Protesters win fight over demonstration at high court
By Tony Mauro The National Law Journal
Just as routinely, they are convicted and their convictions are upheld under 40 U.S.C. 6135 and related sections, which make it a crime to "parade, stand, or move in processions or assemblages in the Supreme Court Building or grounds," or to enter the court grounds when they have been duly closed by the court's marshal.
But late last month, the pattern was broken when six protesters from the January 20 Occupy the Courts demonstration were tried before a D.C. jury — the first time, apparently, that Supreme Court protesters asked for and were given a jury trial. Jurors acquitted three of the defendants on the parading count, also finding that one of the defendants was not guilty of assaulting an officer.
What's more, D.C. Superior Court Judge Gerald Fisher dismissed the unlawful entry charges because the government had failed to prove that the grounds were properly closed. All told, only three of the 13 charges against the six defendants survived.
"It was a huge win," said D.C. practitioner Mark Goldstone, who has for years represented protesters at the court and at other government locations. The jury was sympathetic even though the Occupy protests were not particularly popular, he said.
The trial, Goldstone said, could represent a turning point that will ultimately lead toward "reopening the plaza and steps to the public" and "reclaiming public property for public purposes." Goldstone, among others, has long criticized the federal law and the government's justification for it; namely, that the court, as an independent institution, should not be viewed as susceptible to being swayed or influenced by such demonstrations.
The assistant U.S. attorneys pressed that argument, according to Goldstone, as well as the general government interest in order and decorum at public buildings. Neither argument seemed to impress jurors, said Goldstone.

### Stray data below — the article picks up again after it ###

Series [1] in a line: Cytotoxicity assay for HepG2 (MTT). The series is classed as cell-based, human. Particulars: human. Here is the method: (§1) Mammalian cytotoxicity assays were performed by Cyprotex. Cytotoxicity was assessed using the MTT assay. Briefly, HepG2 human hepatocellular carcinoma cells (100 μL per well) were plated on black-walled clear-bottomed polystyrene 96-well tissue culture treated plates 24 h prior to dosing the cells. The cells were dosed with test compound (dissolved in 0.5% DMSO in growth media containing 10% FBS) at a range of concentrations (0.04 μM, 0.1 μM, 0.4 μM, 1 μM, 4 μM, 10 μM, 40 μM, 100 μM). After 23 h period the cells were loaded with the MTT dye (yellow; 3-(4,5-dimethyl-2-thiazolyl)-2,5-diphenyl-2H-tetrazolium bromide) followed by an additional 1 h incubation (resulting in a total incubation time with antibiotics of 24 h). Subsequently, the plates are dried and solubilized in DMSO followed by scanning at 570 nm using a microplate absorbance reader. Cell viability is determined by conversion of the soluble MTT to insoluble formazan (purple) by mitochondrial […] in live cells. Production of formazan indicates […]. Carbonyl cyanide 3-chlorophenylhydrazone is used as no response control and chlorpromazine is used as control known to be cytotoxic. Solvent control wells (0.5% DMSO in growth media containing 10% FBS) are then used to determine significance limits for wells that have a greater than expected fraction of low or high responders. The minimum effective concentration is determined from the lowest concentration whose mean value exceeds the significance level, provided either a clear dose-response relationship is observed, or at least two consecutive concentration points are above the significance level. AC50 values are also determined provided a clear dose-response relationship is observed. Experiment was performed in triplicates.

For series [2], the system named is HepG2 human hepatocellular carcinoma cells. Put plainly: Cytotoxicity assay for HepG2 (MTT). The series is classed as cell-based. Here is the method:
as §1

In the 1983 case U.S. v. Grace, the court cited those arguments as it left in place the law against demonstrating at the court, except as it pertained to the public sidewalks surrounding the building. Demonstrations are allowed on the sidewalks.
The defense team, which also included lawyers Ann Wilcox and George Lane, asked the judge to dismiss the charge of unlawful entry because there was inadequate proof that the court marshal had officially closed the court grounds that day. Court police chief Ross Swope was the top court official visible during the demonstration. Judge Fisher granted the motion to dismiss when the government failed to produce a document showing that the marshal had ordered closure, Goldstone said. Just before the case went to the jury, Goldstone added, government lawyers said there was such a document, but they refused to disclose it to the defense. Assistant U.S. attorneys Travis Hill and Melanie Devoe declined comment on the trial or its outcome.
The January protest was unusual in other respects. Demonstrators are usually arrested on the plaza or steps in front of the court, but not this time.
Hundreds of people, protesting the high court's Citizens United decision, rallied across the street on U.S. Capitol property, then crossed First Street to storm the court building. Demonstrators broke through a barricade close to the public sidewalk in front of the court, and police allowed demonstrators torace up the marble steps, almost to the columns near the bronze front door. Goldstone argued that the police tactic amounted to entrapment.
Tony Mauro can be contacted at firstname.lastname@example.org.
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